State Street Corporation has been downgraded by rating agency Fitch, which cited the volatility of the company’s business mix and the challenges of business expansion.
Fitch Ratings said it lowered the long-term rating of the Boston-based group and its primary operating subsidiary State Street Bank and Trust Co. to 'AA-' from 'AA'. The rating outlook was revised to stable from negative.
“While Fitch recognises that management has and continues to develop plans to address revenue and expense issues, future earnings are expected to reflect the inherent volatility of State Street's business mix and the challenges associated with its business expansion efforts,” Fitch said in a statement.
“We continue to be one of the best capitalised banks in the US with an extremely strong franchise,” says State Street spokesperson Hannah Grove.
Fitch also said the firm’s operating environment will be more challenging than “the near-optimal environment of the late 1990s and early 2000s”.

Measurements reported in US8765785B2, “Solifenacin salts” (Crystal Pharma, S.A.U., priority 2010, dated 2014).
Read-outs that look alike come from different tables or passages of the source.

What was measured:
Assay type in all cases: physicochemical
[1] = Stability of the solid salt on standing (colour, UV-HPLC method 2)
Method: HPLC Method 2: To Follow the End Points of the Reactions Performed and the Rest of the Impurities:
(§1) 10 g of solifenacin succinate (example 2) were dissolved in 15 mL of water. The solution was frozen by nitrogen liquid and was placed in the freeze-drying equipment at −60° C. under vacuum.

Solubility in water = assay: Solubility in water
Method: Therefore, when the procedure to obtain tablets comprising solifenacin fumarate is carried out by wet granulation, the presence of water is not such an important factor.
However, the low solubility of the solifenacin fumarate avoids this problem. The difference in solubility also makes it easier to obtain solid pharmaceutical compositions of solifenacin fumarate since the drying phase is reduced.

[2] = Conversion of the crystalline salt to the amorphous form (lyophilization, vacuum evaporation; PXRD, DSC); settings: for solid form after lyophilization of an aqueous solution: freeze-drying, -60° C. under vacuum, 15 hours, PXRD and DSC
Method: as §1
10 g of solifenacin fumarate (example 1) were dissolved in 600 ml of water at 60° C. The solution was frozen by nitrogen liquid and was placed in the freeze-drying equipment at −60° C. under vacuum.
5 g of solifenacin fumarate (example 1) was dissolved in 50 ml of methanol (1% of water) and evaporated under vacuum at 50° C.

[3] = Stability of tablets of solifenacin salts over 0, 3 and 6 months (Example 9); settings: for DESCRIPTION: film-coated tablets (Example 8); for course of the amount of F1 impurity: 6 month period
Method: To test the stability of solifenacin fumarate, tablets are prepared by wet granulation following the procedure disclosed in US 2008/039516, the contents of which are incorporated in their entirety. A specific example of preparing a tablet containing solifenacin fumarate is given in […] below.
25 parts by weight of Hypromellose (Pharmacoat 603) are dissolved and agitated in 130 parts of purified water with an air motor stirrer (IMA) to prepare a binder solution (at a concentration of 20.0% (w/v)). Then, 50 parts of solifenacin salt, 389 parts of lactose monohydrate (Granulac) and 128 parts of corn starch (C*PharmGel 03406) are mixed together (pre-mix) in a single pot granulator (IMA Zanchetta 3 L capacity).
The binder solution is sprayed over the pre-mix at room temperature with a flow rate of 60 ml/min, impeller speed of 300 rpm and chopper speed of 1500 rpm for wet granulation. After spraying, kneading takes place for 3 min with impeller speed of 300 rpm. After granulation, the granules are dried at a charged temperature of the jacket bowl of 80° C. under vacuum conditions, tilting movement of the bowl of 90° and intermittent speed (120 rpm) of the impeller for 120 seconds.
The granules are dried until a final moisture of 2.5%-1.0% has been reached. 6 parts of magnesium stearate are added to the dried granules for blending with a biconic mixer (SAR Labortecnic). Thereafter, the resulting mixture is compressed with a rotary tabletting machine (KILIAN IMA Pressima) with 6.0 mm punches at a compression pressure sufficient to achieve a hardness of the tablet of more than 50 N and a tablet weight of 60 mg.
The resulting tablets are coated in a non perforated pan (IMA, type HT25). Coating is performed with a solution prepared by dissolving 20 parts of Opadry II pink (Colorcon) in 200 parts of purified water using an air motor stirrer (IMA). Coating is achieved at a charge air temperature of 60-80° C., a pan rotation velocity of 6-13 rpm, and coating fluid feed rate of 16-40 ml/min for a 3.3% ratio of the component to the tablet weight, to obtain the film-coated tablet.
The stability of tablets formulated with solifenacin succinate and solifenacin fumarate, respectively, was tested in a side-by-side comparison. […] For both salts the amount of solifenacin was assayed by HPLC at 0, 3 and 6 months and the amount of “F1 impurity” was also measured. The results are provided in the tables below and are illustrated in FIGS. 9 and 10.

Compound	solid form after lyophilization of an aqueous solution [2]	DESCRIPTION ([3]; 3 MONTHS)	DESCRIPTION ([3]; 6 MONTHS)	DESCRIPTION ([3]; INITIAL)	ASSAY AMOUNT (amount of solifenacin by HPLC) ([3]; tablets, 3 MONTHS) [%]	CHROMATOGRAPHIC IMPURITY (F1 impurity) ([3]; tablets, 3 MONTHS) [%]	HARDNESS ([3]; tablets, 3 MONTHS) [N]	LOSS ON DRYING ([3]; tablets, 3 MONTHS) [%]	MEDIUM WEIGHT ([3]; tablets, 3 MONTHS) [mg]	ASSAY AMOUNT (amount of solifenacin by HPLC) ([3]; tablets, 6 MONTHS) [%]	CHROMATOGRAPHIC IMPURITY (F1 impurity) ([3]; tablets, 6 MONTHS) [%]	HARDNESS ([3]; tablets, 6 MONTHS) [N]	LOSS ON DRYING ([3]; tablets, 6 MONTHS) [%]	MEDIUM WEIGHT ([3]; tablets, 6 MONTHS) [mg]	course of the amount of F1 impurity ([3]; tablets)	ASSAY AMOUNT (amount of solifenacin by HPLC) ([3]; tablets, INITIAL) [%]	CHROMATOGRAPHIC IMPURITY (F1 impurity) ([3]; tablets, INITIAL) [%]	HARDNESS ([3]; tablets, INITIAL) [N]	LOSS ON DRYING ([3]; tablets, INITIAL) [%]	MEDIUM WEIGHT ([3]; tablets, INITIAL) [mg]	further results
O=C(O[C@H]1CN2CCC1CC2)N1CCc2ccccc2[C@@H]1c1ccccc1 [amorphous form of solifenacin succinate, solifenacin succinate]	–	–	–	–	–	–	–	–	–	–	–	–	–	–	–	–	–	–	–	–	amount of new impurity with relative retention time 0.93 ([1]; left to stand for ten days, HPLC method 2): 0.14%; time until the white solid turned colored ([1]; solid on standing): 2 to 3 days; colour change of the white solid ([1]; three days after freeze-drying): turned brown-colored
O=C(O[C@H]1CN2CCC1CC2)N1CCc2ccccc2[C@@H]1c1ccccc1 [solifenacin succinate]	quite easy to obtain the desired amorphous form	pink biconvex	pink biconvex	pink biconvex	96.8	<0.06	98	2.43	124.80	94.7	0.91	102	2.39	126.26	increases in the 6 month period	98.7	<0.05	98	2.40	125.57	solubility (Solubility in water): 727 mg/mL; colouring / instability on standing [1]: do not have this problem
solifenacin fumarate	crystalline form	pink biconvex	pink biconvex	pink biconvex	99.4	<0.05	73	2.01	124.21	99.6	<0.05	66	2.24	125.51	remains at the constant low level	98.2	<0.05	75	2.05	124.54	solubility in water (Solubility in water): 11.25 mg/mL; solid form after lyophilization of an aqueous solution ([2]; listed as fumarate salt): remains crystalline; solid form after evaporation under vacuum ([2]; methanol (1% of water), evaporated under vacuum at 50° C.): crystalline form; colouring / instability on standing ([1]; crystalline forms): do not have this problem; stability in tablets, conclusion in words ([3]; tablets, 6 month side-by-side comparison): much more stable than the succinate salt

Fitch said that some of State Street’s expansion has worked, such as the acquisition of Deutsche Bank’s Global Securities Services. Others, such as Bel Air Investment Advisors, have not.
It said State Street's earnings mix also contributes to volatility. “While State Street has seen strong growth in investment management and servicing fees, it also derives a lot of income from foreign exchange trading and securities lending – whose profitability depends on volumes and market conditions.”
Fitch added that it believes that State Street remains a “quality franchise with relatively low risk”.